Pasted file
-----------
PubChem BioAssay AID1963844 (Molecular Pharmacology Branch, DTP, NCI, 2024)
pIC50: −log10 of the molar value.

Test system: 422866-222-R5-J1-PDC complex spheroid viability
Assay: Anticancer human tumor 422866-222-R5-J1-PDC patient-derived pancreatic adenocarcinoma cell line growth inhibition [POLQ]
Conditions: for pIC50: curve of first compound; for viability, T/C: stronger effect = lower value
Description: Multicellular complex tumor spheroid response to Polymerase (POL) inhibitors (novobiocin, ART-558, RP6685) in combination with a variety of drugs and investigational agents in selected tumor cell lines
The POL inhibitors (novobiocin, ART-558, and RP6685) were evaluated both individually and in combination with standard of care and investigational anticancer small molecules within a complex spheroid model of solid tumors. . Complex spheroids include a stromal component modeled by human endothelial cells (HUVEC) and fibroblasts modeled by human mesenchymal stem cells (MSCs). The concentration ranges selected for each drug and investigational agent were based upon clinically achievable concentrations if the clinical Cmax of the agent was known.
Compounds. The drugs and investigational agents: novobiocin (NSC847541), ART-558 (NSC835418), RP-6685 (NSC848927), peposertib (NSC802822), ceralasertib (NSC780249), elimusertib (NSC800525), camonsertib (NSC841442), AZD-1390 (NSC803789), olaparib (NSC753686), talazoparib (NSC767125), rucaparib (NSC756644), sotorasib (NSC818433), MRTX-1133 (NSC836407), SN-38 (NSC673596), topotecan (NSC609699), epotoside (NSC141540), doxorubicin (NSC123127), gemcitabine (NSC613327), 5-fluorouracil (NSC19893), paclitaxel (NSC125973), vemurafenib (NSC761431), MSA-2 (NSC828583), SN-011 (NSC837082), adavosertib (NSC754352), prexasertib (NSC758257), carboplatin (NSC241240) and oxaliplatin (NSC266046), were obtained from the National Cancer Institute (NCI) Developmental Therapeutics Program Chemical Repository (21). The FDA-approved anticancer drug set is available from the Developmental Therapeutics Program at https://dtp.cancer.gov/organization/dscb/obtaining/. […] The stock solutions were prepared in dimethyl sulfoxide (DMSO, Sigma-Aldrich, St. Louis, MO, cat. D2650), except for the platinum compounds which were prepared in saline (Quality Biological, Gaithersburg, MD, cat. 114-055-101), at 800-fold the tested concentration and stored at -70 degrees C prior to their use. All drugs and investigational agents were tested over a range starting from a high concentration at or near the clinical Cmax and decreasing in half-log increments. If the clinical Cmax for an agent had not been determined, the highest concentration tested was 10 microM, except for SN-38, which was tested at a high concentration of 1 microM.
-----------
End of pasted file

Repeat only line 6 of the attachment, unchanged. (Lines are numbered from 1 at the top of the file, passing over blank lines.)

Description: Multicellular complex tumor spheroid response to Polymerase (POL) inhibitors (novobiocin, ART-558, RP6685) in combination with a variety of drugs and investigational agents in selected tumor cell lines